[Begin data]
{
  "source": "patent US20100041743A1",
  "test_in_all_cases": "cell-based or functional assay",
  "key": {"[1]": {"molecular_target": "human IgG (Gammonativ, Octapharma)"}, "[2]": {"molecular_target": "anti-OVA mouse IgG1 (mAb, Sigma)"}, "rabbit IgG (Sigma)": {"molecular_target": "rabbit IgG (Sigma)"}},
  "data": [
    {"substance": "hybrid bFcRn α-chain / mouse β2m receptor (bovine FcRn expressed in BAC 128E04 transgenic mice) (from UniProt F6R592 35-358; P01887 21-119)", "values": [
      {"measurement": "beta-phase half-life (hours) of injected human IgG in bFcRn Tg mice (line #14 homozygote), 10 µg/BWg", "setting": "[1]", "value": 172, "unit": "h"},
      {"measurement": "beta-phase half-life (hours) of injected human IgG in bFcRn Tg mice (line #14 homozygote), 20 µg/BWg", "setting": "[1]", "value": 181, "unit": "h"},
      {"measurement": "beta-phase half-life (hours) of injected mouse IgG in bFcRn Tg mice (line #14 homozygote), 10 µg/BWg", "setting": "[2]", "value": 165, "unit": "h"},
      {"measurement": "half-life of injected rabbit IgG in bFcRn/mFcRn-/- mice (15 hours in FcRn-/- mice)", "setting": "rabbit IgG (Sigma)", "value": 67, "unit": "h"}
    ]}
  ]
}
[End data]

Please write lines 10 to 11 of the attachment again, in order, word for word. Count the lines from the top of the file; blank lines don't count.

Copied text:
      {"measurement": "half-life of injected rabbit IgG in bFcRn/mFcRn-/- mice (15 hours in FcRn-/- mice)", "setting": "rabbit IgG (Sigma)", "value": 67, "unit": "h"}
    ]}